In-hospital cardiac arrest carries a grave prognosis, with survival to discharge in the range of 15-20%. Key factors determining outcome include the presenting cardiac rhythm, aetiology, and early initiation of resuscitation. Some cardiac rhythms benefit from defibrillation (shockable rhythms). During resuscitation patients may switch between shockable and non-shockable rhythms, and may show signs of spontaneous circulation temporarily. Depending on rhythm and according to guidelines, patients receive direct current (DC) shocks (defibrillator) and/or i.v. adrenaline, atropine and amiodarone, which may affect state-transitions. We wish to make statistical analysis (time-series analysis, Markov modelling) of these state-transitions and variations in hemodynamic variables during resuscitation, related to CPR interventions and the cause of arrest. The cause of arrest will be determined based on chart records, interview with staff and autopsy if appropriate. One hypothesis is that differences in the patterns of state-transitions may reflect underlying aetiology, which may guide in future decision-making during resuscitation.

Ages Eligible for Study:   18 Years and older   (Adult, Senior)
Sexes Eligible for Study:   All
Accepts Healthy Volunteers:   No
Sampling Method:   Non-Probability Sample
Study Population
Patients with in-hospital cardiac arrest at St.Olavs Hospital (Trondheim, Norway) during the study period.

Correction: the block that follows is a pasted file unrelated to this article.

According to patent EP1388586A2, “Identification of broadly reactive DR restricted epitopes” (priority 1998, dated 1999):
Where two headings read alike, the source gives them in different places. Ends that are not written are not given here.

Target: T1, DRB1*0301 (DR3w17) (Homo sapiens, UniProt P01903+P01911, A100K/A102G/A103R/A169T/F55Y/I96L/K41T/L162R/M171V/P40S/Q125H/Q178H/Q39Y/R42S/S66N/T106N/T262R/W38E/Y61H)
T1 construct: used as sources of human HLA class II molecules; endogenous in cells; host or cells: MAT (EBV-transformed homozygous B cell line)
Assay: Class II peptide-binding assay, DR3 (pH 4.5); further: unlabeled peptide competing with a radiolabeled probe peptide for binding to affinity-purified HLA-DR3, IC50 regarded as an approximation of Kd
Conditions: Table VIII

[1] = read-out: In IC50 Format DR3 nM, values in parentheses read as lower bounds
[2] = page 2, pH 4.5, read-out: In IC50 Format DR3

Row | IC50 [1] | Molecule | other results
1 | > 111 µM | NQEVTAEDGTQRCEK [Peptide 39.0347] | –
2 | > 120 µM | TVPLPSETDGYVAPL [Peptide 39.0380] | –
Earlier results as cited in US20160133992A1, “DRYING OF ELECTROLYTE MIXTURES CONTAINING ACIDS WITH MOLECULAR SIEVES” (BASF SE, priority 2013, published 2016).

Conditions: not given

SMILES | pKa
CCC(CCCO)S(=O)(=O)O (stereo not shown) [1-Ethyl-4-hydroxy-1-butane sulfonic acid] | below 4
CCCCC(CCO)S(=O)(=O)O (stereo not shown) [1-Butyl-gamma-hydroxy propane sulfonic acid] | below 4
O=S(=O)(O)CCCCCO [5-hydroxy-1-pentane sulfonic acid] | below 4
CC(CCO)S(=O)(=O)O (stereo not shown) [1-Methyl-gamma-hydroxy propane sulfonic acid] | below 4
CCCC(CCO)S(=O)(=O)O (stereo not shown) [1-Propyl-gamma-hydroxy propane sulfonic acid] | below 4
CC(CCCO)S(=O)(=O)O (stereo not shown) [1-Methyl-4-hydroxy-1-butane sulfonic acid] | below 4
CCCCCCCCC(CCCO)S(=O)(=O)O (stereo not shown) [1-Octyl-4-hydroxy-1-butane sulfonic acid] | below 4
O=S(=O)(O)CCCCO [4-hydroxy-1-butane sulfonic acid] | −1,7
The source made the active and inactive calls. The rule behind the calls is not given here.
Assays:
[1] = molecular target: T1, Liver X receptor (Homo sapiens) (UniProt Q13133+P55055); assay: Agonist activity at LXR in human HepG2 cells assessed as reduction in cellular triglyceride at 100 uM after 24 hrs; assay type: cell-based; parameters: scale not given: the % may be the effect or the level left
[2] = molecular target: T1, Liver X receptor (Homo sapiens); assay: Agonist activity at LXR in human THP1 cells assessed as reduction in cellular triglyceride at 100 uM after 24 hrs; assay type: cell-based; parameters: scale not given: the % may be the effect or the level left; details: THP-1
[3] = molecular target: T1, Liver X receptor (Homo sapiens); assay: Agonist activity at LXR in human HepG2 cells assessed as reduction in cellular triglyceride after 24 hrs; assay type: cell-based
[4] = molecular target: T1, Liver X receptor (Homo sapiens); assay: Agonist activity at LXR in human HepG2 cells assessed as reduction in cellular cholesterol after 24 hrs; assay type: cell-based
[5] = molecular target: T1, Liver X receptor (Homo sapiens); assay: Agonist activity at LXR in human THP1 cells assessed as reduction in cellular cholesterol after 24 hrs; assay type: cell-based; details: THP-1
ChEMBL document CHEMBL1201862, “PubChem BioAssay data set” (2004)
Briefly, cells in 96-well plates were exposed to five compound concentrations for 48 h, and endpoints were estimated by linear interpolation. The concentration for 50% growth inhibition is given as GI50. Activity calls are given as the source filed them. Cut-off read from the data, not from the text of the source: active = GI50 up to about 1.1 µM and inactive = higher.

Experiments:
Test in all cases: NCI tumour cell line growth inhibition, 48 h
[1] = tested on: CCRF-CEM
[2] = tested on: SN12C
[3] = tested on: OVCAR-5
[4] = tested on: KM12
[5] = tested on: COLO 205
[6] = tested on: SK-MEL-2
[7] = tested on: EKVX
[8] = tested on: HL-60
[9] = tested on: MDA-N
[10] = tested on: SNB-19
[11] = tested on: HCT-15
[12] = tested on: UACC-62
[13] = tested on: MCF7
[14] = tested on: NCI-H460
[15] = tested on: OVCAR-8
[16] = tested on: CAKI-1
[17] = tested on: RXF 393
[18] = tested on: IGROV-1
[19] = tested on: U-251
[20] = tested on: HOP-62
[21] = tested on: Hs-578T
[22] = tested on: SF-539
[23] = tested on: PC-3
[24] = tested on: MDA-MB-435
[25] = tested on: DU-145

Inclusion Criteria:

  • Patients with in-hospital cardiac arrest who are resuscitated

Exclusion Criteria:

  • Younger than 18 years old
  Contacts and Locations
Choosing to participate in a study is an important personal decision. Talk with your doctor and family members or friends about deciding to join a study. To learn more about this study, you or your doctor may contact the study research staff using the Contacts provided below. For general information, see Learn About Clinical Studies.

Please refer to this study by its identifier: NCT00920244

St.Olavs Hospital, Department of Anesthesia
Trondheim, Norway, 7014
Sponsors and Collaborators
St. Olavs Hospital
Norwegian Air Ambulance Foundation
Norwegian University of Science and Technology
Study Chair: Eirik Skogvoll, MD, PhD St. Olavs Hospital
Principal Investigator: Trond Nordseth, MD St. Olavs Hospital
  More Information

Publications automatically indexed to this study by Identifier (NCT Number):
Responsible Party: St. Olavs Hospital Identifier: NCT00920244     History of Changes
Other Study ID Numbers: 4.2008.2402 (REK)
08/11457 ( Other Identifier: SHDir )
20708/2/IB ( Other Identifier: NSD )
Study First Received: June 12, 2009
Last Updated: April 23, 2015

Keywords provided by St. Olavs Hospital:
Cardiac arrest

Additional relevant MeSH terms:
Heart Arrest
Death, Sudden
Death, Sudden, Cardiac
Heart Diseases
Cardiovascular Diseases
Pathologic Processes
Epinephryl borate
Adrenergic alpha-Agonists
Adrenergic Agonists
Adrenergic Agents
Neurotransmitter Agents
Molecular Mechanisms of Pharmacological Action
Physiological Effects of Drugs
Adrenergic beta-Agonists
Bronchodilator Agents
Autonomic Agents
Peripheral Nervous System Agents
Anti-Asthmatic Agents
Respiratory System Agents
Vasoconstrictor Agents
Adjuvants, Anesthesia
Anti-Arrhythmia Agents
Parasympatholytics processed this record on September 21, 2017